Me defaulting to the normal path of life was bought and sold to me by society at large. For some, a perfectly fine path, but one that I never stopped and asked: “is this what I want?” When I finally did get around to asking that question. I soon realized this clear-cut route really meant in a day to day reality, and it was not for me. I thought I knew what I wanted; boy was I wrong.

When We Don’t Know What We Want

When We Don’t Know What We Want

There have been a few times in my life when I just didn’t know what to do. I was floating along, “successful” by most people’s standards, but I wasn’t particularly happy. I spent a lot of energy trying to figure out what I wanted, but any idea that came to me kept falling flat. I struggled with it immensely in my early 30’s and the lack of purpose was a major negative force in my life.

I spent a solid year doing thought experiments, brainstorming ideas, testing a few of them, and reading a lot of advice, only to come up empty. Sometimes people say they don’t know what to do because they haven’t honestly put effort into it, but this was not the case. I spent a sizeable amount of time making concerted efforts.

I was so clueless about what I wanted. So, in a mild act of desperation, I decided to set aside my goals and focused on making myself better. I had no reason to think this would solve anything. My rationale for all of this was telling myself that I might as well work on myself, so by the time I do figure out what I want, I’ll be at my best to do whatever it is.

75 hard challenge




I started with my diet, losing 90 pounds. I worked in some moderate exercise and started walking each day, then running a few times a week. Finally, I spent time alone with my thoughts on long walks through the woods, sorting through feelings and my mental state.

I’m not necessarily saying to do this exact thing if you don’t know what you want to do in life. Instead, think about what the proxy would be for you and pursue that. It is quite possible that what I did will work for you too.

I think the big part is to just do something that is going to make your life better in any dimension. It’s a mix of improving your life and gaining forward momentum. Basically, you’ll get out of your rut and since you’re focusing on yourself, it’s a way forward. I think the motion in any direction is important.

The beauty of this approach is if it doesn’t work for you, the worst outcome that can happen is that you’re better than you were. If nothing else, you’ll be wiser, healthier, and most importantly, moving in a direction.

After about a year and a half of focusing on my diet and health I also found I slept better, got dates easier, my neck pain went away and my mood lifted. In the end it was all worth it if for nothing else than that!

are you living a level 10 life

Then something funny happened, I started having clearer thoughts around what I wanted for my future. I saw possibilities and was excited by them. I could tell I was onto something. I didn’t know exactly what it was, but it was like following a rope and knowing you were getting to the end where the prize was.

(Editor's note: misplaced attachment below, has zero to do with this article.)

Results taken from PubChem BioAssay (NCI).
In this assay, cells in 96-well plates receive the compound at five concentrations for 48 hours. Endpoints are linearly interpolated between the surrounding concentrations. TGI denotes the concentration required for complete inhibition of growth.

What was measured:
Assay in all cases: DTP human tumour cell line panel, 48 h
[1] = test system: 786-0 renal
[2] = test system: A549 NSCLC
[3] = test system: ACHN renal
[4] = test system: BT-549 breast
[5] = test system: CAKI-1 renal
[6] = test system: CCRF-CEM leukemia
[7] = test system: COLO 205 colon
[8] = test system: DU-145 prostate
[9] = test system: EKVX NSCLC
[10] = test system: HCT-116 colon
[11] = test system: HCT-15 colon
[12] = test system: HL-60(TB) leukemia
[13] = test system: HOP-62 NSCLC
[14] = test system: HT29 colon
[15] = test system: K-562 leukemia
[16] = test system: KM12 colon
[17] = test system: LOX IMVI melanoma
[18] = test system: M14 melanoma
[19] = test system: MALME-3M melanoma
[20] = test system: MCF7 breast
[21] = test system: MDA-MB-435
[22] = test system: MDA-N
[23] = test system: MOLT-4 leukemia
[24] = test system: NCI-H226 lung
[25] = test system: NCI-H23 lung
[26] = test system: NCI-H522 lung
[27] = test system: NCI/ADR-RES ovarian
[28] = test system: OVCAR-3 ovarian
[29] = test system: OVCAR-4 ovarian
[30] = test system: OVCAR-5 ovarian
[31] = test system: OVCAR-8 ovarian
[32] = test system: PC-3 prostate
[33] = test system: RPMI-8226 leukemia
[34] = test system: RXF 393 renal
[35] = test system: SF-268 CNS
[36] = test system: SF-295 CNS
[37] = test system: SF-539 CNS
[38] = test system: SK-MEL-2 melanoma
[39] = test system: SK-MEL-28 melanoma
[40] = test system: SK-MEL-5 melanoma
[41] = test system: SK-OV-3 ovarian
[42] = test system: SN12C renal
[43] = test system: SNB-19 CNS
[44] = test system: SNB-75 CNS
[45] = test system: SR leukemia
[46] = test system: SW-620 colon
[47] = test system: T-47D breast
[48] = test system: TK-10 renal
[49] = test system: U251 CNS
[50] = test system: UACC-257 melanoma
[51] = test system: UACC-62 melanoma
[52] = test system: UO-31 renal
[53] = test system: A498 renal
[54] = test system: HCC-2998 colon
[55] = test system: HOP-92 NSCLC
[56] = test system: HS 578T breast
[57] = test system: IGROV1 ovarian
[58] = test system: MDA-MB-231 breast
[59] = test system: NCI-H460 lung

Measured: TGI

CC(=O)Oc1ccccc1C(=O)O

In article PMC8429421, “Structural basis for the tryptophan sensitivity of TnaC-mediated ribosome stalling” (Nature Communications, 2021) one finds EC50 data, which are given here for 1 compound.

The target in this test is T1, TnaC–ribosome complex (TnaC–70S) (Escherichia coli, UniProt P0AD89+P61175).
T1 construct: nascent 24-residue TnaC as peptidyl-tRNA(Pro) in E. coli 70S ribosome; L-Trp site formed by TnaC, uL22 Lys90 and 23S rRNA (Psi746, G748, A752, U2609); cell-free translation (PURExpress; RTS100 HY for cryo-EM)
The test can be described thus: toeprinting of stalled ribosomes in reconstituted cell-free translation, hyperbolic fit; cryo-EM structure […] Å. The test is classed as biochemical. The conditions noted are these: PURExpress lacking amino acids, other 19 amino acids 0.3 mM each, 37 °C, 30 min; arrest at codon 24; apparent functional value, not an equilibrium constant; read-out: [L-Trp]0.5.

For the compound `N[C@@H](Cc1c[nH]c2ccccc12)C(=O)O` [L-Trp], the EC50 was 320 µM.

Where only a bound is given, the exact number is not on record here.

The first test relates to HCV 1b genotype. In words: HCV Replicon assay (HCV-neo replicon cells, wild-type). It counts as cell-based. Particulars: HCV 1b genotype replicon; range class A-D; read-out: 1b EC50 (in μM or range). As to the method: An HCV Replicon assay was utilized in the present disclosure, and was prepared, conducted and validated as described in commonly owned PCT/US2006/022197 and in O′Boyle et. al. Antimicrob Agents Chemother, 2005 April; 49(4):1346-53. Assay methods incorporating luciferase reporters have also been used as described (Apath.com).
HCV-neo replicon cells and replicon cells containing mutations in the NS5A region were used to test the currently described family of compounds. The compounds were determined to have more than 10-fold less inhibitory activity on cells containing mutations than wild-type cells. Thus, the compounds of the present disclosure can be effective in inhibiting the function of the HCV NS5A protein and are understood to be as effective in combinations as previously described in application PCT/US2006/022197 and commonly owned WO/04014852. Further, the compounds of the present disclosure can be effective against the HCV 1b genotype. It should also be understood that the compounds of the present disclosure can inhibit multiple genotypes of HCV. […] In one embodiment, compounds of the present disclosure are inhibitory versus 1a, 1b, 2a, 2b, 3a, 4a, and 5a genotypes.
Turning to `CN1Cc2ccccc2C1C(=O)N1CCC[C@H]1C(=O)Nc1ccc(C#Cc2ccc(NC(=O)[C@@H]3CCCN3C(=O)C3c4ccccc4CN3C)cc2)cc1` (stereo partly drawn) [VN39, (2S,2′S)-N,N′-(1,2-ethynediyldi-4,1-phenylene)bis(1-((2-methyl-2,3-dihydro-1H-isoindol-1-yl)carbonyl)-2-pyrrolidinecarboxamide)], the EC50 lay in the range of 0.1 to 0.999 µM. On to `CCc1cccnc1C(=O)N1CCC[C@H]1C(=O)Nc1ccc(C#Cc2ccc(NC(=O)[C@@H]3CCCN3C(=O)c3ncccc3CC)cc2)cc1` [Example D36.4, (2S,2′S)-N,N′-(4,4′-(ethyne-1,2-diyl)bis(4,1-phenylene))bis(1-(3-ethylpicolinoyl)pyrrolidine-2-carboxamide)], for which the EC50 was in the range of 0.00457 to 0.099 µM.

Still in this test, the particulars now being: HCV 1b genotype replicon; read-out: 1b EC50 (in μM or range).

Then one day clarity hit me like a lightning bolt, I knew where I was going.

When You Know Your Goals

When You Know Your Goals

Having an aim in life is super important, to my earlier point, having a purpose is what breeds a good life filled with happiness, contentment and interest. The only thing you want to be cautious of is false positives, meaning when you think you know what you want, but realize later you pursued the wrong goal.

Take time to really think through the life you want to build, what are the realities of living like that? Too often we idealize things. Make sure you’re willing to put up with the downsides, because every way of life has them.

when you know your goalsAn important step to this is we often think about how it will feel when things go right: the sun is shining, money in the bank, the car works, we’re healthy and we don’t have a worry in the world. But also think through what the worst day of that new life would be like: you lost your job, the economy dipped, you break up with your significant other, you’ve been sick for a week and the chores are piling up. What would those days feel like? Would you still want that life?

Another important thing to do is to understand how you arrived at this goal in the first place. Analyze the sources where the motivations or ideas for these goals come from. Was it a nostalgic memory from your past, was it something you coveted in your neighbors or friends, or was it a status symbol that might end up empty for us?

Understanding the drive behind a goal is important to make sure it comes from a good place. Always be cautious, examine your own thoughts around your goals, and check to make sure they’re right for you.

Building Systems To Achieve Goals

Building Systems To Achieve Goals

A key component to goal setting is not only figuring out what you want to set as your personal goal, but what you’re actually going to do daily in order to reach that goal. Training yourself to think this way is critical and will get you far in life because there are many goals that are complex, very ambitious and can take years to reach.

A system is a consistent set of actions that you perform daily, which will eventually accumulate in a way that reaches your goal. Examples would be:

  • Your goal is to write a book: your system is to write 500 words each day
  • Your goal is to lose 30 pounds: your system is to track calories for all your meals